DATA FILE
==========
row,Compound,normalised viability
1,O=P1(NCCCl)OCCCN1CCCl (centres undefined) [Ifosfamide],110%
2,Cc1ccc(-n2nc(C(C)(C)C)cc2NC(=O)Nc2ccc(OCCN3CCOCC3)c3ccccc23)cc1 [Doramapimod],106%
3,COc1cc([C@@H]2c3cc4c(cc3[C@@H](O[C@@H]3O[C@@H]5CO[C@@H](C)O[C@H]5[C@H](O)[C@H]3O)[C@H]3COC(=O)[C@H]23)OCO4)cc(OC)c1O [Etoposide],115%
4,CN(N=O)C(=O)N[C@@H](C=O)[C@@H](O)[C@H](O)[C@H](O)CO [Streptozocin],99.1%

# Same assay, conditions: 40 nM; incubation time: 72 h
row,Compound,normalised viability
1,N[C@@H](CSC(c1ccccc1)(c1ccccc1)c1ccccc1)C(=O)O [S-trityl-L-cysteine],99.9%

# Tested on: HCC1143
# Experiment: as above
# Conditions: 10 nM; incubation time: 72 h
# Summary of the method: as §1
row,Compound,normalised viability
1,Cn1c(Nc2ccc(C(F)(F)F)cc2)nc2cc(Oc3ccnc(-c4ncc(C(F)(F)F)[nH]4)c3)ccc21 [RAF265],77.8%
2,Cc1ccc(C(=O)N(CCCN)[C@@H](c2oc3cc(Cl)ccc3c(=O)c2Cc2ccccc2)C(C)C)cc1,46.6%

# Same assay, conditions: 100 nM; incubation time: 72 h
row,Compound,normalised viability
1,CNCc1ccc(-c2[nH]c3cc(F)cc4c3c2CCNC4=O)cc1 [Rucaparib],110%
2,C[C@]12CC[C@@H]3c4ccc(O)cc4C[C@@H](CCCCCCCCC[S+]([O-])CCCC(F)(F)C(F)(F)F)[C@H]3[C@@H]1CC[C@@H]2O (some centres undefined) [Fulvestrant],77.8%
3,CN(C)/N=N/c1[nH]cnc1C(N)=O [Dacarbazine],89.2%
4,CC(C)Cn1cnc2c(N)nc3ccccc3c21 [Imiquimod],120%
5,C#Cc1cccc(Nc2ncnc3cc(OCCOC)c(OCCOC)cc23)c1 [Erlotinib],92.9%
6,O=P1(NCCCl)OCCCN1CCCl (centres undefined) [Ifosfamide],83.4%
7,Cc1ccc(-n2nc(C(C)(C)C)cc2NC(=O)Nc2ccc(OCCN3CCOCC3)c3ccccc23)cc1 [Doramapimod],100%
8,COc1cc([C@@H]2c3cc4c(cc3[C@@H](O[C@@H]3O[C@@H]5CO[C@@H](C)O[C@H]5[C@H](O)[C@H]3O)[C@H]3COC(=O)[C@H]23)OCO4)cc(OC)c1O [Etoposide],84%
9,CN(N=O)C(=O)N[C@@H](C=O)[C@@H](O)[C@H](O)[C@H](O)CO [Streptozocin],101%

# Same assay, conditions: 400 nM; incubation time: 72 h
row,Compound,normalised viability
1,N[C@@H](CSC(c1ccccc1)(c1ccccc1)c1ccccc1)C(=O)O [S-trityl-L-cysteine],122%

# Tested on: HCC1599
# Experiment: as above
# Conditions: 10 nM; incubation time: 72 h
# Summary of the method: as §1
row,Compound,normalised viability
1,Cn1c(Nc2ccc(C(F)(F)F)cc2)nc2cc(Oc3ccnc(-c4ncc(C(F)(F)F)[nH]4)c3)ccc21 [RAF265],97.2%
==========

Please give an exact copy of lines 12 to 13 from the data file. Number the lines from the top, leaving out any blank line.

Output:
# Summary of the method: as §1
row,Compound,normalised viability